Instead, he chose the authoritarian way out and simply announced that teaching would resume on Wednesday.

To be sure, this was preceded by a lengthy discussion on the role of intellectual and the University. Others are analysing the content of this speech; politically, it is difficult to escape the conclusion that the bulk of it was merely designed to sweeten the pill for the exercise of what was in effect, a royal prerogative. A decision based on formally constituted authority, was taken; no reason was given. The comparison of Mr. Sherlook with Mr. Shearer was favourable to the latter, at least the Prime Minister had made his case in the House.

On one level, the Vice-Chancellor might have been responding to the concealed demands of the Government and the Gleaner; or to his own private assessment of what the Government might do if the University remained closed. On another, his action merely reflected the inherited traditions of the colonial experience. Colonial Government does not reason, it decides; its decisions are based on authority, not consensus. This tradition has moulded not only the behaviour of Governments but also the institutions within the society.

Had the student leadership used the student assembly as the basis for arriving at consensus and unanimity of action for the student body, it would then have been possible for the student body to conduct its own reasoned discussion as to when to resume attendance of classes. But the lack of close communication between the leadership and the rank and file made it almost inevitable that the students position would be either for or against the Vice-Chancellor’s decree rather than arriving at consensus as to what to do. Discussing the question in the framework of British Parliamentary practice by putting a resolution before the House, as happened at the Guild Meeting on Tuesday, made certain that, whatever the majority vote, a divided student body would emerge. The students did of course; succeed in demonstrating that their will is independent of royal decree by voting not to return to classes until their case was presented to the public. The situation which then arose with some faculties and some students respecting the decision of the Vice-Chancellor, while some faculties and some students respected the decision of the student’s vote, constituted an anti-climax and exposed a divided University community in the face of the public pressure. Precious opportunities to weld the academic community together had been lost at a time when its very existence had been threatened.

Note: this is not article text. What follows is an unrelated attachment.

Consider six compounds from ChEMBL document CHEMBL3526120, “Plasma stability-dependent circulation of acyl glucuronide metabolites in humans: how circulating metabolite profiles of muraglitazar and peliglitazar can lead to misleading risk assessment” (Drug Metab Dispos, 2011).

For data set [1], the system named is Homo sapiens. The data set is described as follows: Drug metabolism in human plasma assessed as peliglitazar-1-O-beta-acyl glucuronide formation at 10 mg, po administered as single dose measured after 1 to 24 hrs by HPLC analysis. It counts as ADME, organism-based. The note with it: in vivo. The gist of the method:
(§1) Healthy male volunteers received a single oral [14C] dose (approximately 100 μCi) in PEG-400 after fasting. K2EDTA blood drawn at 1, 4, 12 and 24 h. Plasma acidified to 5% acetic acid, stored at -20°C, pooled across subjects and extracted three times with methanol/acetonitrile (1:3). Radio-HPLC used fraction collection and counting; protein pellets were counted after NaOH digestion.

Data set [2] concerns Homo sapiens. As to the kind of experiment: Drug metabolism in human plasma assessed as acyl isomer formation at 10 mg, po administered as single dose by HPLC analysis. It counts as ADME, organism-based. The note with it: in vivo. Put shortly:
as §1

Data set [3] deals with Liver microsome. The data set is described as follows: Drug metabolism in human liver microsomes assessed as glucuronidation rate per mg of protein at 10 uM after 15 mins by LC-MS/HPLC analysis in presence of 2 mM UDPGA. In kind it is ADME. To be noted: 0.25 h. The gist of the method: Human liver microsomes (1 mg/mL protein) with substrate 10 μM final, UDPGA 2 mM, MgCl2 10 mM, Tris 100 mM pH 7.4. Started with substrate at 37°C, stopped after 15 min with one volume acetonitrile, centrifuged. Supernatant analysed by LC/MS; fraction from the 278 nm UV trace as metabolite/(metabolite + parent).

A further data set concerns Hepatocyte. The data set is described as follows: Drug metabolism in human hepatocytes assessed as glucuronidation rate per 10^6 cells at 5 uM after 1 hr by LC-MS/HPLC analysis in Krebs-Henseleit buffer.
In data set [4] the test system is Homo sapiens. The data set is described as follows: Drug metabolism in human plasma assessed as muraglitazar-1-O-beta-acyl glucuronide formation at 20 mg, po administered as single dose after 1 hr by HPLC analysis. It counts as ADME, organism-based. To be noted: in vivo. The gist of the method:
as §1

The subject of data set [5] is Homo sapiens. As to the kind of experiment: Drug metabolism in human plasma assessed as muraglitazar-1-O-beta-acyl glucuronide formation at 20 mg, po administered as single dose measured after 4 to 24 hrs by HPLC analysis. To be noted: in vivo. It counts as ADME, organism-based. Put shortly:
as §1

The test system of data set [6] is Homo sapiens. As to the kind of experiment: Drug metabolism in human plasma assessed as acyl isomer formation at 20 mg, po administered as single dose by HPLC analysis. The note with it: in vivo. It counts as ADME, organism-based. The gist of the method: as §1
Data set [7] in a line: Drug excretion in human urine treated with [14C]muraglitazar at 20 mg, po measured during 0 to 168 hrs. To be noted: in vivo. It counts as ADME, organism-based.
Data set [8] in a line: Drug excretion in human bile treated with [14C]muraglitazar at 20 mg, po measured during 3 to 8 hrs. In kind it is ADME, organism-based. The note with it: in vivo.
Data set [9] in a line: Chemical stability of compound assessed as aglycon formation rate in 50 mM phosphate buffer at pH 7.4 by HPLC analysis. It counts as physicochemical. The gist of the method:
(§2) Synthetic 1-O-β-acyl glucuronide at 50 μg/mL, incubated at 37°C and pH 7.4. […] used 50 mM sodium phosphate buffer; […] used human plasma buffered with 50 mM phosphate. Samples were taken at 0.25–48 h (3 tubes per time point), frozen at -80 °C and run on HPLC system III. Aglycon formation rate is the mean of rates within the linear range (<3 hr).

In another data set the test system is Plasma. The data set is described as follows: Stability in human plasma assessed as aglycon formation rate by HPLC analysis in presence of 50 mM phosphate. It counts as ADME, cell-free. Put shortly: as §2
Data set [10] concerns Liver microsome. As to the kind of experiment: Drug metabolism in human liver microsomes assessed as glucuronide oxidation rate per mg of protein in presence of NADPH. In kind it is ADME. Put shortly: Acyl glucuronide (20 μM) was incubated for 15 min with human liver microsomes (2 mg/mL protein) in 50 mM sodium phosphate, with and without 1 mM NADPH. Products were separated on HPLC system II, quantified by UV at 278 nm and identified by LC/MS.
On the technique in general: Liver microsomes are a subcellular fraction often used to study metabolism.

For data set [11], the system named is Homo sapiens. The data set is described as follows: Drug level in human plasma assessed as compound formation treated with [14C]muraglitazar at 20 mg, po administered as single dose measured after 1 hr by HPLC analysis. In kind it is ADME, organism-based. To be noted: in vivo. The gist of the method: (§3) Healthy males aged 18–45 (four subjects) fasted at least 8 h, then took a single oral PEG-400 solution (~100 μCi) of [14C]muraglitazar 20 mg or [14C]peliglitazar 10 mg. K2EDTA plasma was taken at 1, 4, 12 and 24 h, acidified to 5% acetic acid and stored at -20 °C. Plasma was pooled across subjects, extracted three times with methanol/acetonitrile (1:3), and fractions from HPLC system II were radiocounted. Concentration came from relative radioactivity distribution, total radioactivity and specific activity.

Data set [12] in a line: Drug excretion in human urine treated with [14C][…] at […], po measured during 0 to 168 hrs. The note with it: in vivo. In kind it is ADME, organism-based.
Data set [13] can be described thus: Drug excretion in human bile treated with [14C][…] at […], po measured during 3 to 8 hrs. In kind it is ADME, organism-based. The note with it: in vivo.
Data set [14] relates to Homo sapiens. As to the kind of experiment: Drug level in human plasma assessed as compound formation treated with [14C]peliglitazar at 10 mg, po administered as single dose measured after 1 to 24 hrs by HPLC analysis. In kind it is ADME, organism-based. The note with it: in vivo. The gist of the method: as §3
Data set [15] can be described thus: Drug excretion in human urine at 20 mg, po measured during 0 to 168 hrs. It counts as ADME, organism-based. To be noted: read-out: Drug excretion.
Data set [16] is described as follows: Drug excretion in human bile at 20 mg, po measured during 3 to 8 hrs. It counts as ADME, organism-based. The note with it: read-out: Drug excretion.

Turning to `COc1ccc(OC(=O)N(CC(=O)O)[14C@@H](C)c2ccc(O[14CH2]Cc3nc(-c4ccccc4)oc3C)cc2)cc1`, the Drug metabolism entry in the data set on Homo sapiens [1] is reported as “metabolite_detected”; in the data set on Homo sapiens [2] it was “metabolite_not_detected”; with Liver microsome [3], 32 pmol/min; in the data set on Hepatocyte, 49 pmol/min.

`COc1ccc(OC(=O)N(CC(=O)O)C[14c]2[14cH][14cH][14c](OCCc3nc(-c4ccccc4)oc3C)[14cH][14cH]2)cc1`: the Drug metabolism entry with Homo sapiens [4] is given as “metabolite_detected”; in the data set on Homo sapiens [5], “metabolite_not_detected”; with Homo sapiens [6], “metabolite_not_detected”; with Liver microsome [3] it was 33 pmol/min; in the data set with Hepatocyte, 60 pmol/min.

Nonetheless, the events of the week have now become part of the permanent political experience of a large number of students and staff.

They have been politically educated in a direct and unforgettable way into the arbitrary use of executive power, the naked use of physical force, and the mobilisation of the media of communication behind this power to justify its use and encourage its repeated use. The near-total political isolation of the University, and the intolerance of dissent by the established organs of public opinion have been luridly exposed. The academic community will not forget this.

The question now is whether the lessons will be learnt in a way which suggests constructive activity. The following are the chief conclusions which it is possible to draw:


  1. The questioning of the policies of the Government in power, and of the social system as a whole, is a legitimate function of the University. But the exercise of this function in the present context has certain political implications which the academic community would do well to face.